"Because of the current health care environment and the insurance company paying for extra procedures, it's important the subject realize he or she may not be responsible for any of the additional costs of research tests," he says.
For instance, if the study was about asthma, and three chest x-rays were required while a subject was taking an asthma drug, it might be that the patient's insurer will only pay for the one X-ray which is the standard care, Chinn explains.
"So, someone has to be responsible for the other two X-rays, and it's important that the consent form tells the subject who the person is that will pay for the additional chest X-rays," Chinn adds.
"For clinical trial research, I believe the risks and benefits usually are adequately disclosed, but there's often confusion about clinical standard of care versus research," he says.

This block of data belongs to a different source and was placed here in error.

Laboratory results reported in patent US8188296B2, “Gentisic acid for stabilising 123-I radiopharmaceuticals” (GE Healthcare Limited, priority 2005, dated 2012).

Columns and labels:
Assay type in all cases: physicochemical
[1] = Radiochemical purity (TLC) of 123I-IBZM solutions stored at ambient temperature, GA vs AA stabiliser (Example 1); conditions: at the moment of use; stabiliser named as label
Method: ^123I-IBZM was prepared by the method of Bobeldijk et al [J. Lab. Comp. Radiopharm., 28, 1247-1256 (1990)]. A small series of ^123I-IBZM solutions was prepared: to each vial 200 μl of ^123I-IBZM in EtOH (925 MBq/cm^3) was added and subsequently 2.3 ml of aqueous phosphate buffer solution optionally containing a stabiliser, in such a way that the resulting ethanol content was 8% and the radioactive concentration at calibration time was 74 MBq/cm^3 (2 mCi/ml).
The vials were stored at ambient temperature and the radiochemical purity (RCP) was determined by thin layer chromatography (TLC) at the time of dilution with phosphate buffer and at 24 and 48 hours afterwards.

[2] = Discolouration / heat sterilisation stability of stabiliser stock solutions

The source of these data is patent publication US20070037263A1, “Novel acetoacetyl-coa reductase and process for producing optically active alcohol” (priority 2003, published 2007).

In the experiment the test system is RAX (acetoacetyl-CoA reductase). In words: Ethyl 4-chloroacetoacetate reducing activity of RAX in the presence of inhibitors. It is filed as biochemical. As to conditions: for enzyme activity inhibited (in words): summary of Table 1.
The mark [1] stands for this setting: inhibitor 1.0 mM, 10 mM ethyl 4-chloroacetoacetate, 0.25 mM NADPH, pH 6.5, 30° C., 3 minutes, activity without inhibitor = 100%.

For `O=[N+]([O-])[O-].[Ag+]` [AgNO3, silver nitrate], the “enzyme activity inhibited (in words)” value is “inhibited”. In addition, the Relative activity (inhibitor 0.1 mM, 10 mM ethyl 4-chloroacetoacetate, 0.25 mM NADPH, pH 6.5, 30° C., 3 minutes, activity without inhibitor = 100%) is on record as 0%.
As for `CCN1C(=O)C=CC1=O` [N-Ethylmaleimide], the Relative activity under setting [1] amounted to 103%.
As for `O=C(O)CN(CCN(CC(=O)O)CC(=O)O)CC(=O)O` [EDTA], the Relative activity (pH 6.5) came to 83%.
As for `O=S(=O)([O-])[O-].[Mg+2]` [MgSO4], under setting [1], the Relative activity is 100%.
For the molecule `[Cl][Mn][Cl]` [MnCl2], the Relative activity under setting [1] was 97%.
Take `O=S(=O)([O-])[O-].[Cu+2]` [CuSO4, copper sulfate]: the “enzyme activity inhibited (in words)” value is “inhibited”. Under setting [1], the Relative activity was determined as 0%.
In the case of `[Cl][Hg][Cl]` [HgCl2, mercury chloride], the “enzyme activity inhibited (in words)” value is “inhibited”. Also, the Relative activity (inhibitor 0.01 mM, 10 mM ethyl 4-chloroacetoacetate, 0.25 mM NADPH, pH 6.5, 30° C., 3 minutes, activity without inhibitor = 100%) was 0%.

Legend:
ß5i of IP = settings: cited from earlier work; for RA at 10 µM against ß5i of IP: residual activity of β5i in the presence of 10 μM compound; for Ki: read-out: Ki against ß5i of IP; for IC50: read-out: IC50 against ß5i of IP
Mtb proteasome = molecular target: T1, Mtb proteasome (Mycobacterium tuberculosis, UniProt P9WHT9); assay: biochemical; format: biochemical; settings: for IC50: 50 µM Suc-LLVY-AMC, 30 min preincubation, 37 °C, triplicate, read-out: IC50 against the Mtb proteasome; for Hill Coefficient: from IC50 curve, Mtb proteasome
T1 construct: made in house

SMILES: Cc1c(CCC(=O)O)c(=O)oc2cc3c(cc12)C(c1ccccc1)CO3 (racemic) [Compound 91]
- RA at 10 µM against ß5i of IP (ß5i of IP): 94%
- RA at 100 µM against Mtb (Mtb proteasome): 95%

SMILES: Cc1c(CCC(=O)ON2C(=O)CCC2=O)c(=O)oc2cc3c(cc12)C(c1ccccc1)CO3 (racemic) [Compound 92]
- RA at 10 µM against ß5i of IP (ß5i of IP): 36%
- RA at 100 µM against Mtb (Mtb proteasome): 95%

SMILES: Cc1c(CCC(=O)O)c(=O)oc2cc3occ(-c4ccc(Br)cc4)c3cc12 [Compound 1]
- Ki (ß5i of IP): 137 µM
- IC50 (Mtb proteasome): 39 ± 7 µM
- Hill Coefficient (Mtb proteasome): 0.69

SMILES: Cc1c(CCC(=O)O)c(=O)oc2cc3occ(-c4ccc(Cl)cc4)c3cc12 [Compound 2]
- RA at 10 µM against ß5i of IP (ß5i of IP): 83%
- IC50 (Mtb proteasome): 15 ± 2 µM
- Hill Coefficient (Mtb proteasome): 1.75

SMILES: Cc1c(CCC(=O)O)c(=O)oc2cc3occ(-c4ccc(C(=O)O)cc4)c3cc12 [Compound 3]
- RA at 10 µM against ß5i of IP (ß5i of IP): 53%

Depending on the subject population, clinical trial administrators and investigators need to make certain the risks and benefits of a trial are equally distributed, Dowling says.
"You need to know that informed consent starts at the start of the study, during subject recruitment," Dowling adds. "You need to know everything a participant would see and do, including recruitment materials and debriefing."
Make certain that the person who is signing the informed consent is legally able to sign it and is able to understand what they are going to do, Dowling says.
These institutional and cultural considerations challenge the investigator to understand the protocol more fully so they can rewrite the informed consent form in a way that will satisfy the IRB's concerns, Chinn adds.
Also, investigators should keep in mind that the informed consent process doesn't stop when the patient signs the form and leaves, Dowling says.
"Informed consent is a process that continues throughout the entire study, maybe for years and years," Dowling says. "Informed consent can be taken away at any time."